If you’d asked 10 years ago what I saw myself doing today, candy-making would never have occurred to me. Back then, I never really gave much thought to food at all, much less to candy. I passed the time going quietly off to work every day as a lab technician, not really knowing where I was steering my life other than toward a nice retirement at the end of a very long calendar. But when I wasn’t at work (and often when I was) I spent a lot of time wondering why all the hours and weeks and months and years leading up to retirement couldn’t feel a little more exciting. A little less like being in auto-pilot.
Then my mom passed away. I still went quietly off to work every day, but inside my head and heart, there was not a single quiet moment left. The only thing that seemed to turn down the constant internal noise was working in the kitchen—rolling pie dough, putting together a pot of soup, doing the very things my mom had loved doing best. Making food. I began to spend a lot more time in my kitchen.
I was in my sixth year as a lab technician here in Washington when my work facility underwent a series of large-scale and rapid expansions. The entire site became a 3-D scene of bulldozers gouging mouthfuls of soil with metal jaws, cranes swiveling loads mid-air in slow motion, caution tape mazes, and crews in hardhats and neon yellow vests. The new lab building was one of the first projects completed. It was given the green light for occupancy, but shortly after my group moved in, I started experiencing health issues. I wasn’t the only one. Unfortunately, the situation went unresolved for months. I left, with neither plan nor work secured. My one certainty was I knew I would not sacrifice my health for a job.
I spent a few months feeling more than a little lost. What do you do when you suddenly find yourself without a daily agenda? Or a regular cast of co-workers, or a steady paycheck? I enrolled in South Seattle College’s Pastry and Baking Arts program. I was still spending a lot of time in the kitchen at home, and I knew I would enjoy going to school to learn about baking. I was actually torn between the culinary track and the baking, but since I had to pick one, I went with the subject I knew nothing about. I wasn’t sure if it would be the solution to any of my immediate problems, but I figured there was no better time for exploration.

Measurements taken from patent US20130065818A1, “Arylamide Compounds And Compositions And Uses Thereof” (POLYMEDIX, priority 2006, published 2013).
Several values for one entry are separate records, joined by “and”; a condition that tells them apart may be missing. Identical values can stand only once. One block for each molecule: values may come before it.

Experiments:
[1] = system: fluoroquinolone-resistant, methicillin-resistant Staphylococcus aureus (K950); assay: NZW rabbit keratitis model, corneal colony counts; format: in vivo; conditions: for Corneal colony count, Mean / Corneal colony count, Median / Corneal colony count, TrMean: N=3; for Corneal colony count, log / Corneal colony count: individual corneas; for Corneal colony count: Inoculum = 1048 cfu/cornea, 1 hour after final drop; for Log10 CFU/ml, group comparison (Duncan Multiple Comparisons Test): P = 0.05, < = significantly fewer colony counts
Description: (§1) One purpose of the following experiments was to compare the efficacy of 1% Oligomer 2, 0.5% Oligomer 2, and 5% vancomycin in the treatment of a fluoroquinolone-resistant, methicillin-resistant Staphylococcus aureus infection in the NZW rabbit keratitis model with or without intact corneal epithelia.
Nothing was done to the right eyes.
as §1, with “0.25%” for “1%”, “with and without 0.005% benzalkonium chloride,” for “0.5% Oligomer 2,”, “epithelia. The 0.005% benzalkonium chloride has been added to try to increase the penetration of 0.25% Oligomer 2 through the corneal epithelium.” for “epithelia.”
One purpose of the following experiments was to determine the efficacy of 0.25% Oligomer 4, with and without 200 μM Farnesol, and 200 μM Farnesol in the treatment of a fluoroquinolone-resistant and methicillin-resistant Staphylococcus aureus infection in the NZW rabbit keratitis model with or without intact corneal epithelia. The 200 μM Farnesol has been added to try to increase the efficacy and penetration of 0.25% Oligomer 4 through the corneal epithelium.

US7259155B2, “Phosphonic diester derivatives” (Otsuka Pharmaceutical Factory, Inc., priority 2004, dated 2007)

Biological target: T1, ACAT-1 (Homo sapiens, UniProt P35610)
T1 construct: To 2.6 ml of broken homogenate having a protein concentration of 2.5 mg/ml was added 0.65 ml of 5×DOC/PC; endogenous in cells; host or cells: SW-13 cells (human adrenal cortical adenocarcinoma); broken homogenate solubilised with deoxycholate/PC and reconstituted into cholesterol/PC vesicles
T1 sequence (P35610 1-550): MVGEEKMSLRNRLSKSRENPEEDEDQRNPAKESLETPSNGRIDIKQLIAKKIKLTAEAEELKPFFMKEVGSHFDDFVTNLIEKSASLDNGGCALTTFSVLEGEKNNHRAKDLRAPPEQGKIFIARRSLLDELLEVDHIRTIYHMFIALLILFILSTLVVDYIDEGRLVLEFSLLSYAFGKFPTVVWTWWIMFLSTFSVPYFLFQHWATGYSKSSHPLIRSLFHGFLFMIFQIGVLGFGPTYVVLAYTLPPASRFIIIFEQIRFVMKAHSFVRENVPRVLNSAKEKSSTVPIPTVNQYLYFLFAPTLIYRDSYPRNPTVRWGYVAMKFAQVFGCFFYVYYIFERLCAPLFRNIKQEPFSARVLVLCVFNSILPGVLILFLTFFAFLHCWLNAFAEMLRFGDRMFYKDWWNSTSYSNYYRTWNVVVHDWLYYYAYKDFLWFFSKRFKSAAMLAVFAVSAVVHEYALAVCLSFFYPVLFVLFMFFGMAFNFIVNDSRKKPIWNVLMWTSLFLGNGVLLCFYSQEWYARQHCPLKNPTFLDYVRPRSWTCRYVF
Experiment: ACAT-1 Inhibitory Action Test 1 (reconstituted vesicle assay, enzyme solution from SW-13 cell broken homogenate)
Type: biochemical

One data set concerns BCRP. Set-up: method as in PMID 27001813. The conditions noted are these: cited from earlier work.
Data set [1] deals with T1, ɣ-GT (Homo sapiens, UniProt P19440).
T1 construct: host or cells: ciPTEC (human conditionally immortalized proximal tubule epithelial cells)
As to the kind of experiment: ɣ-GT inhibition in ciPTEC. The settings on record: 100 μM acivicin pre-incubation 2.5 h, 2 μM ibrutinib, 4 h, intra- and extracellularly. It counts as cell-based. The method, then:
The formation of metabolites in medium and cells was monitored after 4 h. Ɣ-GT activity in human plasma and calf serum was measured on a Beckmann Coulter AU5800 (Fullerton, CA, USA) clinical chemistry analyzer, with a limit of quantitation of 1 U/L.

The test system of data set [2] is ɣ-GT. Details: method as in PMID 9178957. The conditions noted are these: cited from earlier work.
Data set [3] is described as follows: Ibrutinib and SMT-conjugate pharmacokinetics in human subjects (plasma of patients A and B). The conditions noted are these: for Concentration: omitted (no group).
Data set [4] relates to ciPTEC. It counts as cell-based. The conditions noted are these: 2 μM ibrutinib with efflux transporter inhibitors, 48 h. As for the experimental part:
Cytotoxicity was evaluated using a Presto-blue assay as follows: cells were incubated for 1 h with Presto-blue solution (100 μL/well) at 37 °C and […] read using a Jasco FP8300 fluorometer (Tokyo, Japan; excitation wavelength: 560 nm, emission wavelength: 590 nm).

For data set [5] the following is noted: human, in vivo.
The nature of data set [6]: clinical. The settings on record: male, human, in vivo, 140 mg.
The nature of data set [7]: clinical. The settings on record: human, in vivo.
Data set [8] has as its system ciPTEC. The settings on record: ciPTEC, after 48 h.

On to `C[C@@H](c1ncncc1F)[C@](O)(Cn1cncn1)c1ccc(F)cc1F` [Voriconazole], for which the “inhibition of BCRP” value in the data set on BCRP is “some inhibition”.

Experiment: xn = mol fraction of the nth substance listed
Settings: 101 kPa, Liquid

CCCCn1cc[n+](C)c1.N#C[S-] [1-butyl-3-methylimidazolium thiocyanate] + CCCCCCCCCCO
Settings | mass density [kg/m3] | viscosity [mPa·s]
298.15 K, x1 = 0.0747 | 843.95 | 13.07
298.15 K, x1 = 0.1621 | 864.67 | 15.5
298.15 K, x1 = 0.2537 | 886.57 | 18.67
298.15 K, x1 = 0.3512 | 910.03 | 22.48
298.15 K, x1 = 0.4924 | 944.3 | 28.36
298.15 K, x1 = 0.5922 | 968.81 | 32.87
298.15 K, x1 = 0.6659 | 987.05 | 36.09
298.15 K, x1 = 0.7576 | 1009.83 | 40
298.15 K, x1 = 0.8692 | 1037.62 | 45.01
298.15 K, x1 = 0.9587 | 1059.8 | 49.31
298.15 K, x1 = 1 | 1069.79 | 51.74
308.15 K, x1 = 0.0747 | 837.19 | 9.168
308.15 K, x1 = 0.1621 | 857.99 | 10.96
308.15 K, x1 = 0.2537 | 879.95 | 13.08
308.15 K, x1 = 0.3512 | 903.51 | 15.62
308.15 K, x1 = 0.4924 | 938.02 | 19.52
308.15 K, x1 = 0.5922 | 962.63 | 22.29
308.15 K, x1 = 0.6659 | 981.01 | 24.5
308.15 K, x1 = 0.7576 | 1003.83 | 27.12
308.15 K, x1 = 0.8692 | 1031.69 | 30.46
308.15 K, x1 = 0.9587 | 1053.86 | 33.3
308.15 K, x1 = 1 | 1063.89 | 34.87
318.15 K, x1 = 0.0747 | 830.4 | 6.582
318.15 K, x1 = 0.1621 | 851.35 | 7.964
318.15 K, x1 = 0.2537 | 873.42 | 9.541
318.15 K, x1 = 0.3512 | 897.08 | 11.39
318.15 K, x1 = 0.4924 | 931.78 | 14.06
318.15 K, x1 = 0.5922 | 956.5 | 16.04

It turned out to be my Hogwarts. Every day was magic as we learned baking theory and then spent the next five hours in the kitchen putting theory to practice. I had two amazing chefs for teachers, and eager like-minded people to share the adventure. I was one happy Harry. I decided I wanted to make a living out of food.
About halfway through the 18-month program, my financial situation at home changed unexpectedly and drastically. I regretted dropping out before getting to the sugar and chocolate module, but I could no longer justify spending my days going to school instead of working. I got a job as a pastry cook at a bakeshop in Seattle.
I wish I could say that it was a job I loved and could see myself doing for a good, long time. It wasn’t. The frantic pace had me feeling like a factory worker and it wasn’t what I had envisioned of my new journey in food. What I wanted was the kind of job that would allow me to craft food products as if I were preparing them for good friends in my own kitchen—thoughtfully, lovingly. No constant rushing. Was I being unrealistic? After a few more bakeshop jobs, it seemed so. But it didn’t mean my ideal job couldn’t exist. It just meant that I would have to create it myself.
In early October of 2016, I made the scary but exciting decision to start my own business. I spent all my time thinking about possible products and experimenting with recipes in the kitchen. There were so many things I loved making and baking. What to focus on? I wanted something I could pour my personality into. Something that would let me be the big kid I am. Something that would be all about celebrating innocence and embracing the simple joys and old-fashioned values I love so much.
I decided on a candy business. It would be called Little Dipper Confections, and I would offer hand-crafted candies made always with the proper amounts of time, attention, love, and care. There’s been no looking back since.